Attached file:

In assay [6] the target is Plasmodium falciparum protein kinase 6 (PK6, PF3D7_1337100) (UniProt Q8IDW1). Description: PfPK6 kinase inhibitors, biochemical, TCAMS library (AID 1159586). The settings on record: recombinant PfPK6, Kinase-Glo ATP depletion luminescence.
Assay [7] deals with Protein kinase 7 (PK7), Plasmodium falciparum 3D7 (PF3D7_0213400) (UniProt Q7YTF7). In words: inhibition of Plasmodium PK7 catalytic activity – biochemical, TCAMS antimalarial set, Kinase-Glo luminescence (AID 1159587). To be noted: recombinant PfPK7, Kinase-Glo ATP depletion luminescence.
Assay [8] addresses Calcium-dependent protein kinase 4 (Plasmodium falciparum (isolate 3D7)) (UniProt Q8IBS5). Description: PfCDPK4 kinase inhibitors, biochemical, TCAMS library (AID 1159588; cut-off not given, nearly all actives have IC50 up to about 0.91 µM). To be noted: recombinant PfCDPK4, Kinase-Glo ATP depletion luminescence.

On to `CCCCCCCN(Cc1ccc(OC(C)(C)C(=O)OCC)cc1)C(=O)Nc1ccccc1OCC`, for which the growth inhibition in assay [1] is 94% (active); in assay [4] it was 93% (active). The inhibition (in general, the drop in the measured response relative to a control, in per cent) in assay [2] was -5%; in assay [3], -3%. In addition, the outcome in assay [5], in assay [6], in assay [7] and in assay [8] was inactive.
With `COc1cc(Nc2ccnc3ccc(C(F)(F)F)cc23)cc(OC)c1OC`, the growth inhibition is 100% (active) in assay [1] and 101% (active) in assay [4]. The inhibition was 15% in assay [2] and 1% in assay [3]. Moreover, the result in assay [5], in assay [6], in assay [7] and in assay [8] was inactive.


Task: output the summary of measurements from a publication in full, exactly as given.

In assay [6] the target is Plasmodium falciparum protein kinase 6 (PK6, PF3D7_1337100) (UniProt Q8IDW1). Description: PfPK6 kinase inhibitors, biochemical, TCAMS library (AID 1159586). The settings on record: recombinant PfPK6, Kinase-Glo ATP depletion luminescence.
Assay [7] deals with Protein kinase 7 (PK7), Plasmodium falciparum 3D7 (PF3D7_0213400) (UniProt Q7YTF7). In words: inhibition of Plasmodium PK7 catalytic activity – biochemical, TCAMS antimalarial set, Kinase-Glo luminescence (AID 1159587). To be noted: recombinant PfPK7, Kinase-Glo ATP depletion luminescence.
Assay [8] addresses Calcium-dependent protein kinase 4 (Plasmodium falciparum (isolate 3D7)) (UniProt Q8IBS5). Description: PfCDPK4 kinase inhibitors, biochemical, TCAMS library (AID 1159588; cut-off not given, nearly all actives have IC50 up to about 0.91 µM). To be noted: recombinant PfCDPK4, Kinase-Glo ATP depletion luminescence.

On to `CCCCCCCN(Cc1ccc(OC(C)(C)C(=O)OCC)cc1)C(=O)Nc1ccccc1OCC`, for which the growth inhibition in assay [1] is 94% (active); in assay [4] it was 93% (active). The inhibition (in general, the drop in the measured response relative to a control, in per cent) in assay [2] was -5%; in assay [3], -3%. In addition, the outcome in assay [5], in assay [6], in assay [7] and in assay [8] was inactive.
With `COc1cc(Nc2ccnc3ccc(C(F)(F)F)cc23)cc(OC)c1OC`, the growth inhibition is 100% (active) in assay [1] and 101% (active) in assay [4]. The inhibition was 15% in assay [2] and 1% in assay [3]. Moreover, the result in assay [5], in assay [6], in assay [7] and in assay [8] was inactive.